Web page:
Hollywood Can't Beat This

INDIANAPOLIS, May 23, 2005 - If qualifications for the 89th Indianapolis 500 Mile Race are any portent of things to come, this weekend's Memorial Day classic should be, essentially a classic race.

The stories that have emerged over the past two weeks are more exciting than anything Hollywood could script and the fact that they're true tales might provoke visits by some producers to the Greatest Spectacle in Racing, in search of new and intriguing scripts.

The Indy Racing League's new qualifying system that introduced bumping on all four days of time trials - well, actually there were only three when rain washed out the Saturday MBNA Pole Day on the 14th, moving it to Sunday, May 15th - produced the kind of adrenaline, action and excitement not seen at the Brickyard oval in a long, long time.

On postponed pole day, three cars were bumped from the field as the top 22 spots in the gang of 33 were set and three cars were withdrawn and requalified. Dario Franchitti used up all three of his allowed attempts trying to take pole away from teammate Tony Kanaan; both Penske cars were withdrawn, taking second attempts that worked for Sam Hornish Jr. (P2) and didn't for Helio Castroneves (P5).

The pathos continued this past weekend, as 1999 Indy winner (and 1998 IndyCar Series champion) Kenny Brack returned from a near-death experience at Texas Motor Speedway in the 2003 series finale to substitute for the man who was his own stand-in last year, 2004 Indy 500 champ Buddy Rice.

Rice, who sustained a neck injury (to go with a minor concussion and back contusion) in a Turn 2 shunt on May 11th wasn't cleared to drive by astute IRL/IMS director of medical services Dr. Henry Bock, leaving Rahal Letterman Racing with a pole-prepared Panoz/Honda/Firestone racer and nobody to drive it.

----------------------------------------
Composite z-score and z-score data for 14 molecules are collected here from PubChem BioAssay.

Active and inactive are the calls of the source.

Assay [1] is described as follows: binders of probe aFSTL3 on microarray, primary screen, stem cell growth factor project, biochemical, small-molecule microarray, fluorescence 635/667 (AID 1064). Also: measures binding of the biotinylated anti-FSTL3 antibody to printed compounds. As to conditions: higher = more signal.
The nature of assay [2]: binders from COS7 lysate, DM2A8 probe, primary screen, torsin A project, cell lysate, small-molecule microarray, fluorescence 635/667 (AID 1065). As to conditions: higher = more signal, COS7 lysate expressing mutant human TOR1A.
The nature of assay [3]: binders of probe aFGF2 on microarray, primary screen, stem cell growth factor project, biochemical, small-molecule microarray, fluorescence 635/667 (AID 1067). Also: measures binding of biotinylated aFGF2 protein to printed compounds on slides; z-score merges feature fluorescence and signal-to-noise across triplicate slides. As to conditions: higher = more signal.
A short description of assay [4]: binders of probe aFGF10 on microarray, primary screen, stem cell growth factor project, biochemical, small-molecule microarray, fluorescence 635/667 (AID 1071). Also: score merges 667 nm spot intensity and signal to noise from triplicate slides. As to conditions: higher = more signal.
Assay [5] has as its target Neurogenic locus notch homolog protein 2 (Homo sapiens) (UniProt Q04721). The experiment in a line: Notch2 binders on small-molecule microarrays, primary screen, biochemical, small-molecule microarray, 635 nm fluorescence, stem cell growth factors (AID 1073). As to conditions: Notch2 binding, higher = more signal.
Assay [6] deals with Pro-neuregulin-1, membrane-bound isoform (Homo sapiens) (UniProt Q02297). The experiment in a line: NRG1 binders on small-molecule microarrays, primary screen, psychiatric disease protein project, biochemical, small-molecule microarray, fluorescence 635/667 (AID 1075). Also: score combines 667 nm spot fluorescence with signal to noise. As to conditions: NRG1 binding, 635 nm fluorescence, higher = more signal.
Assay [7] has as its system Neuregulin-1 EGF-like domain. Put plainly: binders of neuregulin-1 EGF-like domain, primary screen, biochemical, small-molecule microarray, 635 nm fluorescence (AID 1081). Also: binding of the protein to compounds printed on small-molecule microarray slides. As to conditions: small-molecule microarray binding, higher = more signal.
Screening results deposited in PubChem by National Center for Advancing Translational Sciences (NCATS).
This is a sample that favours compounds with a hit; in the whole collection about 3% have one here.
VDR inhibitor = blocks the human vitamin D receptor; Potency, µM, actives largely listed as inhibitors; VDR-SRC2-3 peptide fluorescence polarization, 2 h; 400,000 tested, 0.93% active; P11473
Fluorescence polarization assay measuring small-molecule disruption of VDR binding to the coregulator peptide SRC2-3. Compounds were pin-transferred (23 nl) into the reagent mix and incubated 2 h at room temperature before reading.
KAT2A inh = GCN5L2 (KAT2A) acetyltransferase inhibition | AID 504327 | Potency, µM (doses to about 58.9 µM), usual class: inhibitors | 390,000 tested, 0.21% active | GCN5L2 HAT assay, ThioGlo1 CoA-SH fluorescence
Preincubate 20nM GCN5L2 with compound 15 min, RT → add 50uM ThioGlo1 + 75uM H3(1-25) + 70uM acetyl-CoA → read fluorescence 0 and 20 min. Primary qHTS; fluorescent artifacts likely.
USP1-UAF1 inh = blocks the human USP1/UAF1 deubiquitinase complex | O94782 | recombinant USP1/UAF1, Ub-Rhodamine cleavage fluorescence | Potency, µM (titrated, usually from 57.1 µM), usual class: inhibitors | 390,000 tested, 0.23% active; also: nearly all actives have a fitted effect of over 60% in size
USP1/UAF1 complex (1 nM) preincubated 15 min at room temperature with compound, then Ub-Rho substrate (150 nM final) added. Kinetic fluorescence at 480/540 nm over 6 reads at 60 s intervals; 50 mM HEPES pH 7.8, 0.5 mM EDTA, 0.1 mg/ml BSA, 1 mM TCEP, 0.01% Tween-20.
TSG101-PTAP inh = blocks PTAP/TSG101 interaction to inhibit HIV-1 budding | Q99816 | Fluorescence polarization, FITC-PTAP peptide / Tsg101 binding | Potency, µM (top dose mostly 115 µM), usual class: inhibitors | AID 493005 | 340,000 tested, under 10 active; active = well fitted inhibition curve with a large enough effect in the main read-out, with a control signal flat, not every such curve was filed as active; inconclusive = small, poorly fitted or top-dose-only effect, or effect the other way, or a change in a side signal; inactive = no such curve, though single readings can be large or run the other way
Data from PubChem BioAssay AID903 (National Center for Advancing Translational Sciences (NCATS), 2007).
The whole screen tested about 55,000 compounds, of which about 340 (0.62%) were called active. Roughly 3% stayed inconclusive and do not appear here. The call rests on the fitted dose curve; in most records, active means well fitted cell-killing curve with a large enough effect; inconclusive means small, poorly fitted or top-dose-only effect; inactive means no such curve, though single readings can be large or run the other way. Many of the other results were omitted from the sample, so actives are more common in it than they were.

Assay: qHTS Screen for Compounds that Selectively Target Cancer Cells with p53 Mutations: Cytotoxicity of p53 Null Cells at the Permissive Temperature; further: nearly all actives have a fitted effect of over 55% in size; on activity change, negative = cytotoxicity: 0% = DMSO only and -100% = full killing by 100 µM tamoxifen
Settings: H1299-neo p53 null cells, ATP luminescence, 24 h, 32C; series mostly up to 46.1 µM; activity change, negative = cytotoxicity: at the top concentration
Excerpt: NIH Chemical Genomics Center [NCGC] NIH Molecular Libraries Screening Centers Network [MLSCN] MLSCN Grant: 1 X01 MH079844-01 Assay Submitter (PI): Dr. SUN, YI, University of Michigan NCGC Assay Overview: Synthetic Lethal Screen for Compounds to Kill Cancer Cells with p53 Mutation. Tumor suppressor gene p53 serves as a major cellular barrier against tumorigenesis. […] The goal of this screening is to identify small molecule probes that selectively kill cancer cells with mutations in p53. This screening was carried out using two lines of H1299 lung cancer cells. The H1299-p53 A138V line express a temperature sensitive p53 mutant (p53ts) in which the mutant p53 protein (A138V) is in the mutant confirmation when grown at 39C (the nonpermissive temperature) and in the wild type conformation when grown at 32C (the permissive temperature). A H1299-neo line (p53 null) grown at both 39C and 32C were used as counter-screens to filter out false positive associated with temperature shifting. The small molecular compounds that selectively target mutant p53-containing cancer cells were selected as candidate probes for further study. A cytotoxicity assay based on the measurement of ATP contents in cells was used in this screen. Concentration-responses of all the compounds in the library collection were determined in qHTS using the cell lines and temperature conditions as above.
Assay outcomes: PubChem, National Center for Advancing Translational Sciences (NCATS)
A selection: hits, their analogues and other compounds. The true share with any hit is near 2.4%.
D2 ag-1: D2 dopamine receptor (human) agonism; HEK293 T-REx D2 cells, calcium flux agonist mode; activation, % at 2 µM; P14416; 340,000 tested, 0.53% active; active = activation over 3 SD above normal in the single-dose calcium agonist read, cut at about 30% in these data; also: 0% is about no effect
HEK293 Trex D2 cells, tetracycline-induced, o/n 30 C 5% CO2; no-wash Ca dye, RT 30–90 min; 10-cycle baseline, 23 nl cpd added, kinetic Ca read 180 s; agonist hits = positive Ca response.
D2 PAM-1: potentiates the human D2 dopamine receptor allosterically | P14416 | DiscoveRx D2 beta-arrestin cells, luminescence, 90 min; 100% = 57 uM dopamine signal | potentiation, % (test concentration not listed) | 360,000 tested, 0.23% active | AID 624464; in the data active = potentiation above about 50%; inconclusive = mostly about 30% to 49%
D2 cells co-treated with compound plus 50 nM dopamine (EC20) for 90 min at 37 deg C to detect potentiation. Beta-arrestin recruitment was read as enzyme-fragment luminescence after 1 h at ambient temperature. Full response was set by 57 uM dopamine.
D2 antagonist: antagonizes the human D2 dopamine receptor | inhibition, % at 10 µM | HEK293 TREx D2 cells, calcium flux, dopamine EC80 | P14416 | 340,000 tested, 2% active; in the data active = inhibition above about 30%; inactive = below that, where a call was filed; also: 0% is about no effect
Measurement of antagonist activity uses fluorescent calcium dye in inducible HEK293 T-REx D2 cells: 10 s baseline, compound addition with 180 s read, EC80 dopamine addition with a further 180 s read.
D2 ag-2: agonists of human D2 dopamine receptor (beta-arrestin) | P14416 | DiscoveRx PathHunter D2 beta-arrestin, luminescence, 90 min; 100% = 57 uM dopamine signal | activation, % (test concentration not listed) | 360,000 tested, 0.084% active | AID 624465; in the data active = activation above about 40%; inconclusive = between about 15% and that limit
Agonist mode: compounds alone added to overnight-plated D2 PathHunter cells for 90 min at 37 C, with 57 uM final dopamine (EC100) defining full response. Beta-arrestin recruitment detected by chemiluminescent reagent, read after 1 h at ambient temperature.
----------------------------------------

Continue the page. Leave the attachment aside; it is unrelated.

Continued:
Brack got the call from Bobby Rahal Monday night, was introduced as the replacement driver Wednesday morning, immediately began to rip off laps in the mid-225mph range that afternoon and set the fastest four-lap average of the entire meeting on Saturday the 21st, eclipsing Kanaan's pole-winning speed at 227.598mph, 0.032 seconds quicker.

Is this not the stuff of movies? How about Rice being the first guy to congratulate Brack when he emerged from the car, greeting the Swede with a grin that matched Brack's, tooth for tooth? Because Kenny qualified on the 21st, though, he'll start 23rd in the field.

Look for KB to wisely, smoothly, patiently make his way to the front when racing begins at the crack of noon EST Sunday afternoon.

Brack's experience at Indy almost eclipsed the frenetic media attention given to another member of the Rahal Letterman Racing team, one 23-year-old pixie named Danica Patrick. As little schoolgirls flitted behind the RLR pits screaming, "girls rock!" and "Danica, Danica," Patrick went about the business of preparing for her first 500-mile race.

The media glare hasn't left the Beloit, WI native but at least it was shared a bit this past weekend. Patrick even learned how to work with a crashed and revived racer, practicing in Rice's stricken Panoz, which sustained zero chassis damage in his shunt and learning about the nuances of a racer set up for someone else.